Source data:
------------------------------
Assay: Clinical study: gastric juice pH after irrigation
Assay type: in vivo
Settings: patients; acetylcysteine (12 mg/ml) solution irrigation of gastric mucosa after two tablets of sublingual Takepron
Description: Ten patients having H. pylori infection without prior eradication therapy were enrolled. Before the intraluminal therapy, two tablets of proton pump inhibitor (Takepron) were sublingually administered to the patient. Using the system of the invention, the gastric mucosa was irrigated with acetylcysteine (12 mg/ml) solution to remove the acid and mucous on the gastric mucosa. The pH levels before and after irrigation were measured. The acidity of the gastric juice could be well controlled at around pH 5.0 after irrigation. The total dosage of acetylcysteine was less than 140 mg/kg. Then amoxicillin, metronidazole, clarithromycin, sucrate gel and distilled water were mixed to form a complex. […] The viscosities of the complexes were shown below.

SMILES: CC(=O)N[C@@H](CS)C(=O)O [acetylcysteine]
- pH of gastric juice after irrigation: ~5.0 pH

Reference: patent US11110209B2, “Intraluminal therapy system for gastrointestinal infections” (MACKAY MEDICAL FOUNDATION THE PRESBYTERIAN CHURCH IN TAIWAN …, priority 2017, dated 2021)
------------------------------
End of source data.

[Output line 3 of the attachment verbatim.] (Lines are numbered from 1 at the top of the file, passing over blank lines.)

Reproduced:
Settings: patients; acetylcysteine (12 mg/ml) solution irrigation of gastric mucosa after two tablets of sublingual Takepron